It seemingly happens every Friday evening.
Federal regulators announce that some small bank cannot continue on its own and a rival is brought in to take over the assets and continue as if nothing had happened.
Last Friday was no different. At least four more banks were shut down by regulators, including two in California and two in Georgia.
This brings the total for the year to 22. Last year regulators closed down 157 banks due to bad loans and a slowly recovering economy, up from 140 in 2009.
At the current pace, more than 130 banks could be closed for the full year, suggesting that although the economy is recovering and short term rates are very low, banks saddled with underperforming loans are still struggling.
On Friday, Napa, Calif.-based Charter Oak Bank was closed today by the California Department of Financial Institutions, which appointed the Federal Deposit Insurance Corporation (FDIC) as receiver. Novato, Calif.-based Bank of Marin agreed to assume all of the deposits of Charter Oak.
As of December 31, 2010, Charter Oak Bank had about $120.8 million in total assets and $105.3 million in deposits. The FDIC will retain $28.5 million of the assets for later disposition.
San Luis Trust Bank, FSB, of San Luis Obispo, Calif. was closed today by the Office of Thrift Supervision. First California Bank agreed to assume all of the deposits of San Luis Trust. As of December 31, 2010, San Luis Trust had $332.6 million in assets and $272.2 million in deposits.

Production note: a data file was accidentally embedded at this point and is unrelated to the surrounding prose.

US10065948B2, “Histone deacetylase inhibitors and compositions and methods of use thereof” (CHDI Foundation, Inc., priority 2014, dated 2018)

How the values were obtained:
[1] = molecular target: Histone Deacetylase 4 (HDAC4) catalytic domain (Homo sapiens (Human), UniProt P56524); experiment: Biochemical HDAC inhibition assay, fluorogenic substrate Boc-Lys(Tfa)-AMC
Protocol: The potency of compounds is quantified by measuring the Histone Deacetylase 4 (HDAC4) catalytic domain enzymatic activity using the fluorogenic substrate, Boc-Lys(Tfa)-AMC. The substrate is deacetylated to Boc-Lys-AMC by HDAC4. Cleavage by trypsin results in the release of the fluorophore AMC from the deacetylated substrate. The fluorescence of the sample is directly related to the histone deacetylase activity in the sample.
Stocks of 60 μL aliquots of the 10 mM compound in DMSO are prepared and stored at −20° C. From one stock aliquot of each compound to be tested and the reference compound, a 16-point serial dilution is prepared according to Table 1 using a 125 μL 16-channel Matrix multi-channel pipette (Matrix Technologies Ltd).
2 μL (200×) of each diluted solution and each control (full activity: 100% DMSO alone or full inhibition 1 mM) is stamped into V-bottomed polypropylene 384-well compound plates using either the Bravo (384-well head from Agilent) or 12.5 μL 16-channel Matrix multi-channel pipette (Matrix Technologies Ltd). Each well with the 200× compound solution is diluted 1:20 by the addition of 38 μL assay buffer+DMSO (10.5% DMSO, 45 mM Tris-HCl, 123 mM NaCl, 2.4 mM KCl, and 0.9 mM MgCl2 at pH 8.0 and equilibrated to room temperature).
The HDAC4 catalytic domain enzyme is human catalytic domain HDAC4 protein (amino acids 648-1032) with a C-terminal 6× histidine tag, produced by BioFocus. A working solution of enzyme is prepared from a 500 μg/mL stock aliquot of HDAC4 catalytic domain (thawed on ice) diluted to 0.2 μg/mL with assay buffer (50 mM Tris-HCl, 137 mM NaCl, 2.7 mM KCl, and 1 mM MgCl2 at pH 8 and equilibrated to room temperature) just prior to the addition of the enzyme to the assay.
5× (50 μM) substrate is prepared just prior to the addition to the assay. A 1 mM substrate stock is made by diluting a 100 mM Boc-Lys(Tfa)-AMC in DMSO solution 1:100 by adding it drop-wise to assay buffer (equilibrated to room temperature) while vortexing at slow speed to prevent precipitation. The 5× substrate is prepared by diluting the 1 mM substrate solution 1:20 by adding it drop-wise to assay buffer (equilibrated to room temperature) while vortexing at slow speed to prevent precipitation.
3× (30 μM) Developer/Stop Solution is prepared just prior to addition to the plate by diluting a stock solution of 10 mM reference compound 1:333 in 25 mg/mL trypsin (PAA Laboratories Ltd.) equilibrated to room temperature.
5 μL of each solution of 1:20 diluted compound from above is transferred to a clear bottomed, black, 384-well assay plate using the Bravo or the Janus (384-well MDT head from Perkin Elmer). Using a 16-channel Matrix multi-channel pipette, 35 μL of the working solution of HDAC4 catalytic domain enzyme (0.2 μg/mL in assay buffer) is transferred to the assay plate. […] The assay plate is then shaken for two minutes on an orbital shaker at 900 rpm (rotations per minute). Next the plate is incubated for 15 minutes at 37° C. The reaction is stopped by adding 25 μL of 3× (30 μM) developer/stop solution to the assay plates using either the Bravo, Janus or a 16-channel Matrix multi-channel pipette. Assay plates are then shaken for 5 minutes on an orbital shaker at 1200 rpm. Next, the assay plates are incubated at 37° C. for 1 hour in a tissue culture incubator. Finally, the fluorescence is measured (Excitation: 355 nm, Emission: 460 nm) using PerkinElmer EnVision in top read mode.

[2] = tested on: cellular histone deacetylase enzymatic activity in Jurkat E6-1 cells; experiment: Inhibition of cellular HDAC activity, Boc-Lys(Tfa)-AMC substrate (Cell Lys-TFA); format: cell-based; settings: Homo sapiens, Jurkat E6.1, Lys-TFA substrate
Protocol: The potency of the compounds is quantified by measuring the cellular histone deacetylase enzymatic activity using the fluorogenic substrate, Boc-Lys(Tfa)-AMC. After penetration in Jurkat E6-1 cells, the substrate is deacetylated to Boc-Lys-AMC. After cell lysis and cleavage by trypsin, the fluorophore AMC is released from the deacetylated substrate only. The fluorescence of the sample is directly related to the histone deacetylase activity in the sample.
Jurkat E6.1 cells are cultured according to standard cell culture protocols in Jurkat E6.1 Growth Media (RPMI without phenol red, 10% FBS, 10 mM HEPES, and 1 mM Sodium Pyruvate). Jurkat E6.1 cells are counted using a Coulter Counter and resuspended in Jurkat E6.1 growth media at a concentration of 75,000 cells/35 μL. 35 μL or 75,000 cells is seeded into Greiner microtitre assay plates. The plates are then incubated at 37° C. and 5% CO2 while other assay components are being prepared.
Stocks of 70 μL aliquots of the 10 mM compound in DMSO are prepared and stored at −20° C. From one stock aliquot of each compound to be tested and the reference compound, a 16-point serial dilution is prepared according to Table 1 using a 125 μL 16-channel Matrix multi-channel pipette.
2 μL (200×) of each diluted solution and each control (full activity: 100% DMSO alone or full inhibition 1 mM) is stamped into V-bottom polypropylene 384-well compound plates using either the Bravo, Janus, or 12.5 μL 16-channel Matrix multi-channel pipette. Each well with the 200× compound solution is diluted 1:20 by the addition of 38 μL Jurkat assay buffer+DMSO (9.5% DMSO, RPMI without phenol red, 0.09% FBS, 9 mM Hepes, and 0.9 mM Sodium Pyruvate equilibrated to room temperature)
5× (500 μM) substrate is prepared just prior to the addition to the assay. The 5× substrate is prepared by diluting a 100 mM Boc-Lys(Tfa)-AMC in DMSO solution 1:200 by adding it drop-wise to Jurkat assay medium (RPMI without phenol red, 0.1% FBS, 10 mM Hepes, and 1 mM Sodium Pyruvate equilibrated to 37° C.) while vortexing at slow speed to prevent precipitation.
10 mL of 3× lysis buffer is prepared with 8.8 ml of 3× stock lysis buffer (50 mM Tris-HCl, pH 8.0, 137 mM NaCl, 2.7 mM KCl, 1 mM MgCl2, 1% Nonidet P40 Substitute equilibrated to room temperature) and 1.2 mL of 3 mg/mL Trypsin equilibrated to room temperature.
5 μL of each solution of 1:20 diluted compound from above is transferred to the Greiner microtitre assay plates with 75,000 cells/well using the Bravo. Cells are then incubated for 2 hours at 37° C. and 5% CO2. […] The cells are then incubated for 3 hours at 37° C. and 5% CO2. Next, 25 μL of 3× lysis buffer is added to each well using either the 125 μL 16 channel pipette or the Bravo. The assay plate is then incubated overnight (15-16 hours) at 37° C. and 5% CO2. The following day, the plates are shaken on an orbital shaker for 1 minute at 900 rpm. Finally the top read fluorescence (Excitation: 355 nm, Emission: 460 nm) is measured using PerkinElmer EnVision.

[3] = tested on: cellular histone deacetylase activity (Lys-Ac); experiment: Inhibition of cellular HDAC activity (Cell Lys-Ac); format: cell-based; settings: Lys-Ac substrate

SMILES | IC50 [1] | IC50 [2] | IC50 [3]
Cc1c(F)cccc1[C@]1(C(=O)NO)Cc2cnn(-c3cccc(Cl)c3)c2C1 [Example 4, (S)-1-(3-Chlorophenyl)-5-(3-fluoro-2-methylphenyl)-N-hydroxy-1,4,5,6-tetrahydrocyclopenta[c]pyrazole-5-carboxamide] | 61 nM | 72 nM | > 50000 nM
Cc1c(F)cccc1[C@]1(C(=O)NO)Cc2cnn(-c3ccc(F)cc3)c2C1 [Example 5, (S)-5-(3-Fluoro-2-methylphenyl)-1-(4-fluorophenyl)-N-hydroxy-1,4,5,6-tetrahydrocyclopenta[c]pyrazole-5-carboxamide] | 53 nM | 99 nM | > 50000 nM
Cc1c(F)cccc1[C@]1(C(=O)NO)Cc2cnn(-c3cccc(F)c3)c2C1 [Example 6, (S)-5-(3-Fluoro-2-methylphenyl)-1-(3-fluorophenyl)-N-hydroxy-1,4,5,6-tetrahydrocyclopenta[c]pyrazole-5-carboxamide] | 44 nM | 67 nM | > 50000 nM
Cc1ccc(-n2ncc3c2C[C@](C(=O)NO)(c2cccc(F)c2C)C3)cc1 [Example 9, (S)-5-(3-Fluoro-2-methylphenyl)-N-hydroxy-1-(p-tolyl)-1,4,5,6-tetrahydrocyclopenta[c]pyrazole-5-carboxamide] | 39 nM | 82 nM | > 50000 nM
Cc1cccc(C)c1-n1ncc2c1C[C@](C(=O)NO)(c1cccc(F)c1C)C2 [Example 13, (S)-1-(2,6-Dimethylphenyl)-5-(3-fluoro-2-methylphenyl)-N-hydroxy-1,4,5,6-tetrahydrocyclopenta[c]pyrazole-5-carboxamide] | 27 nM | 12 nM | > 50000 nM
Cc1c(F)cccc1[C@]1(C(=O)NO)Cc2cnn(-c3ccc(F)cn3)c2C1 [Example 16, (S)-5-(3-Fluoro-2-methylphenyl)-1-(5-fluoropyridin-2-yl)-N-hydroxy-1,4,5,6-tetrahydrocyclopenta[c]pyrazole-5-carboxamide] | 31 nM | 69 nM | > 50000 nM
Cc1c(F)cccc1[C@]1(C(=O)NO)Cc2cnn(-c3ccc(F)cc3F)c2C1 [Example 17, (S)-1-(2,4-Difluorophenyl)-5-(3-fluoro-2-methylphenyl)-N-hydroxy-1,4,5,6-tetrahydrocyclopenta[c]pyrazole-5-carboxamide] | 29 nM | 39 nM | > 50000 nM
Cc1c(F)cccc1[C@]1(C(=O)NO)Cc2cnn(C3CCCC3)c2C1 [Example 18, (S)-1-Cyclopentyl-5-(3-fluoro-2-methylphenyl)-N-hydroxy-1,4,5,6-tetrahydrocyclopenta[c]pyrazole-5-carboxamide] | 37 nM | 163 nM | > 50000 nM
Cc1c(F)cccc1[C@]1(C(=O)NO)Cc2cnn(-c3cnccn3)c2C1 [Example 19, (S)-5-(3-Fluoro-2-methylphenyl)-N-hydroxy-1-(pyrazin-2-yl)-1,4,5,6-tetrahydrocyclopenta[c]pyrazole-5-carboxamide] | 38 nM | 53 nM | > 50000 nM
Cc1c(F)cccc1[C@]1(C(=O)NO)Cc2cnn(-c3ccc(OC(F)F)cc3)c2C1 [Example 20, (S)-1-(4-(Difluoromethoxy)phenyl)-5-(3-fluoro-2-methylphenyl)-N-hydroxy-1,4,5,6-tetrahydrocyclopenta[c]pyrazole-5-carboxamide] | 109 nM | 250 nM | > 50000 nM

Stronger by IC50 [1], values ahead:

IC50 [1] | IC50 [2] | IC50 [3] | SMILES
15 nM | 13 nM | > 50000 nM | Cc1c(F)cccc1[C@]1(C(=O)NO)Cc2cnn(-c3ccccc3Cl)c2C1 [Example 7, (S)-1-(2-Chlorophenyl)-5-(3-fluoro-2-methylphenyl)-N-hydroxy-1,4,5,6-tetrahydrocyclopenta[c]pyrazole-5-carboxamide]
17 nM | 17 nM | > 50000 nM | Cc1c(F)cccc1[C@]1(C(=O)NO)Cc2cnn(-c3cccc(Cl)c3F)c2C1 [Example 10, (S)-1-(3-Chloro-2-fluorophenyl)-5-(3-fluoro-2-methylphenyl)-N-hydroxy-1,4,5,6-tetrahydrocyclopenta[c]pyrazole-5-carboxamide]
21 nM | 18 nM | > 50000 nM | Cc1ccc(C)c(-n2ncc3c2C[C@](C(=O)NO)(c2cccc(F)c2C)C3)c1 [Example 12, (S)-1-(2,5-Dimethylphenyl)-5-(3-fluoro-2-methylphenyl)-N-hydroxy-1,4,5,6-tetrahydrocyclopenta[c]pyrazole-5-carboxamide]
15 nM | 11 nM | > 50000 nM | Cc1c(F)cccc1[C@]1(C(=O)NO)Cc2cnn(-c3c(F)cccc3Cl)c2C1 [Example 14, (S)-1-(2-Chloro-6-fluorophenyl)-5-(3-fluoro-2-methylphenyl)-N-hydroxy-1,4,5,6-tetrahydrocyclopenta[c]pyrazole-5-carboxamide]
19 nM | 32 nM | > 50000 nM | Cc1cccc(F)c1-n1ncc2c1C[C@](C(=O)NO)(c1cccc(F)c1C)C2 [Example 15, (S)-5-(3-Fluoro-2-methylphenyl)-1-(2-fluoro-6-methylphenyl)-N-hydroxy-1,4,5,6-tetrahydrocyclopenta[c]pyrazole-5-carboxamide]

Springfield, Ga.-based Citizens Bank of Effingham was closed by the Georgia Department of Banking and Finance. Albany, Ga.-based HeritageBank of the South agreed to assume all of the deposits of Citizens. As of December 31, Citizens had $214.3 million in assets and $206.5 million in deposits.
Habersham Bank of Clarkesville, Ga. was closed today by the Georgia Department of Banking and Finance. SCBT National Association of Orangeburg, S.C. agreed to assume all of the deposits of Habersham Bank. As of December 31, Habersham Bank had $387.6 million in total assets and $339.9 million in deposits.
According to published report, bank failures in 2009 cost the insurance fund about $36 billion and about $21 billion. The losses were smaller last year because the banks that failed were much smaller.
Although the number of failed banks seems to be coming down, the number of banks on the FDIC's "problem" list stood at 860 in the third quarter of 210, according to reports, the highest number since 1993 on the heels of the savings-and-loan crisis.